SOAS University of London

Department of Economics

International Finance

Module Code:
Taught in:
Term 2

The objective of this option course: i) an analytical training in the critical use of theories of international finance; and ii) an opportunity for students to develop critical understanding of the current policy debate on regional intergration and globalisation, management of open developing economies with large external shocks, dynamics of currency and financial crises, management of exchange rates and capital accounts, international monetary and financial architecture, and other global economic issues.  Throughout the course, emphasis is placed on understanding theories as well as on testing evaluating these theoretical propositions in the light of empirical evidence and real world issues. 

The course in International Finance deals with International Finance and monetary issues.  It covers topics such as foreign aid, economic development and the gap model; theories of international capital flows; growth-cum-debt model and debt sustainability; foreign exchange markets and exchange rate policies; macroeconomics models with capital flows, currency crises models; theory of optimal currency area and monetary union; management of capital flows; currency crisis models; theory of optimal currency area and monetary union; management of capital flows; dynamics of global financial crises, issues of international governance and cooperation in managing financial flows. 

Objectives and learning outcomes of the module

On successful completion of the course, students will be able to:

  • Show an understanding of the theories of international finance and monetary issues and apply them to real world situations.
  • Differentiate the models with capital flows and show their relevance to the global financial crisis.
  • Discuss the issues of international governance and management of financial flow.

Method of assessment

Assessment weighting: Exam 70% / Coursework 30% (1 essay). All coursework is resubmittable.

Suggested reading

While the comprehensive reading list will be provided for each topic covered in the course below and separately for each tutorial seminar week by week, a basic exposition of standard theories can be found a number of text books popularly used in International Economics courses such as:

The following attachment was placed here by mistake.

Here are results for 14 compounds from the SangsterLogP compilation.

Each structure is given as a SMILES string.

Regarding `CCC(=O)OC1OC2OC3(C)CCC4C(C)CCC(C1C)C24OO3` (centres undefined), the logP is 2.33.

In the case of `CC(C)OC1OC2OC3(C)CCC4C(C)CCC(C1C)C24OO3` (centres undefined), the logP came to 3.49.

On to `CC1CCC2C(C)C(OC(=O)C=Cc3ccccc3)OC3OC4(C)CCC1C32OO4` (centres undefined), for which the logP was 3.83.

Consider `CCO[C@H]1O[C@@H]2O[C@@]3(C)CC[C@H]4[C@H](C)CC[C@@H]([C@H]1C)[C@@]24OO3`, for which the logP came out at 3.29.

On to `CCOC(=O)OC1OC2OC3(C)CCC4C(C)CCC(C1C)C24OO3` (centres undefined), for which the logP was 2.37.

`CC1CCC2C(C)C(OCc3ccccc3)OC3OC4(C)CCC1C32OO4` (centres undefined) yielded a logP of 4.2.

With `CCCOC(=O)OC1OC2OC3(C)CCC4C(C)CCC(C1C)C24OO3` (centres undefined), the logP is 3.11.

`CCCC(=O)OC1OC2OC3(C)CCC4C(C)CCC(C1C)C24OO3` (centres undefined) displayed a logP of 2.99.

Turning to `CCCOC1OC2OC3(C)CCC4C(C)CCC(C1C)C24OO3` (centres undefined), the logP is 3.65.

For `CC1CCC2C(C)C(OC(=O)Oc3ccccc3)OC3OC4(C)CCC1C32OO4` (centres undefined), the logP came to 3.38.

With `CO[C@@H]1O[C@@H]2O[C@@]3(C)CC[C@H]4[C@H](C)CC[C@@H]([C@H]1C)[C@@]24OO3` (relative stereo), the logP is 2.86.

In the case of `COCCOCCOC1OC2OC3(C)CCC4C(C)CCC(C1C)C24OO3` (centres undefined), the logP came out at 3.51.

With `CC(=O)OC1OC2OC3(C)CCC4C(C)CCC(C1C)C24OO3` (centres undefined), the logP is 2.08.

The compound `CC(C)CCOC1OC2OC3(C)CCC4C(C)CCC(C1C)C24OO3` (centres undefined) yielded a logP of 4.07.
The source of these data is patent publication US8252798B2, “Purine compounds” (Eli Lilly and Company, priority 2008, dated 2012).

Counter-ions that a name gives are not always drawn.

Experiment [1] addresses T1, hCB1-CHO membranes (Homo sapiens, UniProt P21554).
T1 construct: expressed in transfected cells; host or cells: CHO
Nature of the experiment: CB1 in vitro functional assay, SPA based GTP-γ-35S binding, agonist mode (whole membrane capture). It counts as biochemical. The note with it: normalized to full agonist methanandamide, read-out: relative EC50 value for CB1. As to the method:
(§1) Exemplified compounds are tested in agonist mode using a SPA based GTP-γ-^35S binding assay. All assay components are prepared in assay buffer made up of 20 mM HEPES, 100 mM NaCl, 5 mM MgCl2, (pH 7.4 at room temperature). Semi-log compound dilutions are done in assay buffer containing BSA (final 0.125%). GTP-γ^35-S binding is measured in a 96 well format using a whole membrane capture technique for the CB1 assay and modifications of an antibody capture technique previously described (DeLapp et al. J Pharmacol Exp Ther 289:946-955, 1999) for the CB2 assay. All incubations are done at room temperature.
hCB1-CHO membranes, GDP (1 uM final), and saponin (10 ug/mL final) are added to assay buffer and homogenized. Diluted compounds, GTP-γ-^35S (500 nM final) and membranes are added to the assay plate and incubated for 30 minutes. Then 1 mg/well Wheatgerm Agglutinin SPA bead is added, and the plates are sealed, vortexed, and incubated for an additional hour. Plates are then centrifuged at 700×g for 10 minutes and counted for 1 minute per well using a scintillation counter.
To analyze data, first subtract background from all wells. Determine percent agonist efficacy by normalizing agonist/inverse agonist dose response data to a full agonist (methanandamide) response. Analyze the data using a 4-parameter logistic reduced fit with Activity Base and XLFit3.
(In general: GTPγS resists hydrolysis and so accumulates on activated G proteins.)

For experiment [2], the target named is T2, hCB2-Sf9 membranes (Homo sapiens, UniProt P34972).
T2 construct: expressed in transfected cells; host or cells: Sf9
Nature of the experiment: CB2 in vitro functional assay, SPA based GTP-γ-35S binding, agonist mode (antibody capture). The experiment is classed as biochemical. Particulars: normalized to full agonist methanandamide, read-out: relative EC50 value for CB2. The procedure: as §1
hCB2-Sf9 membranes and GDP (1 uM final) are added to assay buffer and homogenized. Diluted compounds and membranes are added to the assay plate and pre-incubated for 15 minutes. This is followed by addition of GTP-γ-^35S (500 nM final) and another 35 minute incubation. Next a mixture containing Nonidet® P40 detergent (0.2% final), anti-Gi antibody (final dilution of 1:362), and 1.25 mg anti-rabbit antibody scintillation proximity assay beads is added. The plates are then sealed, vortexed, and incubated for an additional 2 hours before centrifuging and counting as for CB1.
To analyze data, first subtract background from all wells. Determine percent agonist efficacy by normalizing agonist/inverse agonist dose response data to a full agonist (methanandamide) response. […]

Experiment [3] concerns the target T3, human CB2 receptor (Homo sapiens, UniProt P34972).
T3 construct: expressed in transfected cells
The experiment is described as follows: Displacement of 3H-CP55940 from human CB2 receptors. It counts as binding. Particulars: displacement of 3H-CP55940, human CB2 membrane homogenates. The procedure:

• Foundations of International Macroeconomics, by Obstfeld Murice and Kenneth Rogoff (1996), MIT Press.
  • Development Macroeconomics, 4th Edition, by Pierre-Ricard Agenor and Peter J. Montiel, Princeton University Press (2015) - good textbook with focus on development. 

In addition, you may find it useful to consult the following reference books for specific topics:

Reference Books
  • Jones Ronald W. and Peter B. Kenen eds (1984-85), Handbook of International Economics, Volumes 1 and 2, North-Holland.
  • Grossman Gene and Kenneth Rogoff eds (1995), Handbook of International Economics Volume 3, North-Holland
  • Gita Gopinath, Elhanan Helpman and Kenneth Rogoff eds (2014), Handbook of International Economics Volume 4, North Holland.
  • Lance Taylor (2004) Reconstruction Macroeconomics:  Structuralist Proposals and Critiques of the Mainstream. Cambridge, Mass.: Havard University Press. 
Those who have not previously followed an undergraduate course in International Economics may find the following introductory textbooks useful.
Introductory Textbook
  • World Trade and Payments: An Introduction, 10th Edition, by Richard E. Caves, Jefferey A.  Frankel and Ronald W. Jones, Addison Wesley Longman (2007) - a good all round undergraduate textbook.
  • International Economics: Theory and Policy, 7th Edition, by Paul R Krugman and Maurice Obstfeld, Addison Wesley Longman (2005) - a popular undergraduate textbook in North America on the subject.


Important notice regarding changes to programmes and modules